HAVANA TIMES — An exhibition on independent Cuban film will be shown in March at New York’s Museum of Modern Art. This is an unprecedented event within Cuba’s cultural scene, there’s no doubt about that.
The movies which will be screened have all been censored by Cuban institutions and the government. Some haven’t even been screened on the island and most of them can’t feature in the Cuban Film catalogs that the Cuban Film Archive makes.
Organized in conjunction with Tania Bruguera and her Hannah Arendt International Institute for Artivism (INSTAR), a total of eight movies will be shown, including PM by Orlando Jimenez Leal and Saba Cabrera Infante (1961). This short film was censored by the Cuban Institute of Cinematographic Art and Industry and marked the beginning of a cultural policy that was then outlined by Fidel Castro.
The other movies include:
Improper Conduct (1983, Orlando Jimenez Leal, Nestor Almendros), which wasn’t produced in Cuba but it was also banned here because it denounced the persecution and repression of homosexuals.
Extravagant Beings (Manuel Zayas 2004) is a follow-up of the investigation that began with Improper Conduct.
Santa & Andres (Carlos Lechuga, 2016) will also be shown as a continuity of the former two films but in fiction form.
These last movies have all been directly censored by the Cuban government: Persona (Eliecer Jimenez 2014), Crematorio (Juan Carlos Cremata, 2013), Despertar (Ricardo Figueredo and Anthony Bubaire 2011), El tren de la linea norte V (Marcelo Martin) and Nadie (Miguel Coyula, 2017), the latter having been censored by the police and State Security forces when they stopped it from being screened at a private home venue.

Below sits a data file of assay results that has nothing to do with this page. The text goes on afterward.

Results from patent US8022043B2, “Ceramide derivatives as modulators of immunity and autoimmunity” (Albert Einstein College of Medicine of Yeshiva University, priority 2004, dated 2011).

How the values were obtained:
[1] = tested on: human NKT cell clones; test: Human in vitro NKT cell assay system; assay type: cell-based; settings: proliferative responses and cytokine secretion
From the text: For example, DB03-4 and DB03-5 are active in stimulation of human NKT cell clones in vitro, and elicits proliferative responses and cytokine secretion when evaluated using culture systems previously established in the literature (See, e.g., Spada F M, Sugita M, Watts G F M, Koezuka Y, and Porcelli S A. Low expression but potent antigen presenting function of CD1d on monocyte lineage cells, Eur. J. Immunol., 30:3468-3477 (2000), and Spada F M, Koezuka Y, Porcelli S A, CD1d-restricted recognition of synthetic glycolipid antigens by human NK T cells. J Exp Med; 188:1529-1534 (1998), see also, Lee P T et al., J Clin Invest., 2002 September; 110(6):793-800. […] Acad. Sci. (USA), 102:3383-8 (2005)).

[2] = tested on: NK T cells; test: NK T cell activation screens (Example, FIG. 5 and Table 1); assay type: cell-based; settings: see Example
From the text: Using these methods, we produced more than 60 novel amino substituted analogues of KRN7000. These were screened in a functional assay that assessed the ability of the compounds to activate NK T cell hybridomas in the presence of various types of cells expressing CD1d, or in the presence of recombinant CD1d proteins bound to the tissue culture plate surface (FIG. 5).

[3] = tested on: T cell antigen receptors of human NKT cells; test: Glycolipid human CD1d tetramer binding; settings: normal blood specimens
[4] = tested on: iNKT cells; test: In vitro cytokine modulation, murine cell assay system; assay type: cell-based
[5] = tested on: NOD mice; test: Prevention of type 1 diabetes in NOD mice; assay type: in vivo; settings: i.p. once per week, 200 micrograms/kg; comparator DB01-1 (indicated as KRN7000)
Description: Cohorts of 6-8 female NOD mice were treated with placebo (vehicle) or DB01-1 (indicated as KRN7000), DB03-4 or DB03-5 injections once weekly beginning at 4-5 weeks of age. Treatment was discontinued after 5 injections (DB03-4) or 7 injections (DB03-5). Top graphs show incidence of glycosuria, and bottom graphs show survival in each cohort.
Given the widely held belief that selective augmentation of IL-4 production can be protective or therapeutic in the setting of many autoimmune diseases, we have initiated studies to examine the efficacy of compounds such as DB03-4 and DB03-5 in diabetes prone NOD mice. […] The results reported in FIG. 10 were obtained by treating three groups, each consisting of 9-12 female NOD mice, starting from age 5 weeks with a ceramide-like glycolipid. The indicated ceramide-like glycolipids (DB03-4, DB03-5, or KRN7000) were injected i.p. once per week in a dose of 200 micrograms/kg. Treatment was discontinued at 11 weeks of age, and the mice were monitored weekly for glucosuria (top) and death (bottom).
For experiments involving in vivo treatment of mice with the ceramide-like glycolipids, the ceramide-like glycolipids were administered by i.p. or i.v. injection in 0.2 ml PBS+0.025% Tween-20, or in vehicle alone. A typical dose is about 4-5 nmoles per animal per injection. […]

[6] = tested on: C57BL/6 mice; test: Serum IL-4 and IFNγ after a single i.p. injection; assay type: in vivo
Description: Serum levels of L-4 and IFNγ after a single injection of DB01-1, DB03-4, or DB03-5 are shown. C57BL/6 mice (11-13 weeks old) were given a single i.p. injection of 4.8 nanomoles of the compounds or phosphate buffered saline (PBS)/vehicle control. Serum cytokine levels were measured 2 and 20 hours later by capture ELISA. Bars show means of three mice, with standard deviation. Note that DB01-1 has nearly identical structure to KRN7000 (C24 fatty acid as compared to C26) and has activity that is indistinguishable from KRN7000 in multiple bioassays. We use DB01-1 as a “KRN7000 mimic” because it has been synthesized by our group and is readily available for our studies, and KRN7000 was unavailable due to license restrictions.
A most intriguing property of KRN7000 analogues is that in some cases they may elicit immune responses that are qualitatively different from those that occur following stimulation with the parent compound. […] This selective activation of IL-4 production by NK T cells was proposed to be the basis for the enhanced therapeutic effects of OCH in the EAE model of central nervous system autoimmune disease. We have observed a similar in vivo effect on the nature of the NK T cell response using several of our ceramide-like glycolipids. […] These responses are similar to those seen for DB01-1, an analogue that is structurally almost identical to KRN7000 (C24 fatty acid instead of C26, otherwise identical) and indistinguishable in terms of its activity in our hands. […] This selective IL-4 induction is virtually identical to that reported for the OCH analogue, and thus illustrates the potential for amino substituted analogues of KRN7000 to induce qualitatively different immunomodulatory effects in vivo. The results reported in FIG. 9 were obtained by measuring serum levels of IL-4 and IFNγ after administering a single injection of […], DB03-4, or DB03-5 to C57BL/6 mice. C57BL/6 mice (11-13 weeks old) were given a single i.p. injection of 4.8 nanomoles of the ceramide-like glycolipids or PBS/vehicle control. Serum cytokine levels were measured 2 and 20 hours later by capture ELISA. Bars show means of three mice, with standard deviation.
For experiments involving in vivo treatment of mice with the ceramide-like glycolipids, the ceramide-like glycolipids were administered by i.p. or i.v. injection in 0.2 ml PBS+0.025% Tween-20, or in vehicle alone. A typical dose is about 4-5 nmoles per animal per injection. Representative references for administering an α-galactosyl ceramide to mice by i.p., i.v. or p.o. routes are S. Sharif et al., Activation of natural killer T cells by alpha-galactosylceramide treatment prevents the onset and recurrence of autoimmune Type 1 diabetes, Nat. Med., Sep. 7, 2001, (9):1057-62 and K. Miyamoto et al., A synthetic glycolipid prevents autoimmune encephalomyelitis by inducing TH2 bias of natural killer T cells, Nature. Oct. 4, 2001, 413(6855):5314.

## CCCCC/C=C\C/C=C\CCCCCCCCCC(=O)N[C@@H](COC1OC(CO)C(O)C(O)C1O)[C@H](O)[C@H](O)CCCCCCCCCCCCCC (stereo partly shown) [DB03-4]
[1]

The exhibition was curated by film critic and journalist Dean Luis Reyes who will lead the inauguration. The filmmakers will also be at the exhibition.
Over recent months, Bruguera has been subject to interrogations by State Security agents to stop her work at INSTAR. Because of her actions, she has suffered censorship and has been scorned by Cuban institutions and even by some of her own colleagues.
During the whole month of February, her work Untitled (Havana, 2000), is on exhibit at the MoMA, originally conceived for the 2000 Havana Biennial and also censored in Cuba.
Blogger Liu Santiesteban wrote on on her Facebook wall: “An extraordiary piece so the free world can learn about the darkness that has invaded Cuba during these 58 years. A giant and sinister metaphor which makes you feel the anguish of the prisoner, the fear of being persecuted, the uncertainty of someone being censored, the helplessness of the oppressed…”
It’s the first time that a censored film exhibition is being organized outside of Cuba, which will open up doors to new filmmakers on the island.